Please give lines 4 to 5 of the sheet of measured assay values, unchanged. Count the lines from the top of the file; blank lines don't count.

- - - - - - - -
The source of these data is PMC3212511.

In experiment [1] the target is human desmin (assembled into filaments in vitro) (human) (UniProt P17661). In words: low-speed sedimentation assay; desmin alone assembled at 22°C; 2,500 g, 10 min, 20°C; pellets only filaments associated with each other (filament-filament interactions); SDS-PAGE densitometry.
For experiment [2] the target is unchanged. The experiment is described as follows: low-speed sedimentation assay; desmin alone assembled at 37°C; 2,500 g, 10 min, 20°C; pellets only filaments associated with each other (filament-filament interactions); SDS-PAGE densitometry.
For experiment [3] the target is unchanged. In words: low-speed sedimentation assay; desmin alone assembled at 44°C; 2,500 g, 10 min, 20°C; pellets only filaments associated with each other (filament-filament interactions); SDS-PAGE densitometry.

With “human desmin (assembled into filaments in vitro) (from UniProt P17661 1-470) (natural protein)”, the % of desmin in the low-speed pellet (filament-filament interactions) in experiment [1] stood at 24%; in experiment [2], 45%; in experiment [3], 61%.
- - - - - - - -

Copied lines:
For experiment [3] the target is unchanged. In words: low-speed sedimentation assay; desmin alone assembled at 44°C; 2,500 g, 10 min, 20°C; pellets only filaments associated with each other (filament-filament interactions); SDS-PAGE densitometry.

With “human desmin (assembled into filaments in vitro) (from UniProt P17661 1-470) (natural protein)”, the % of desmin in the low-speed pellet (filament-filament interactions) in experiment [1] stood at 24%; in experiment [2], 45%; in experiment [3], 61%.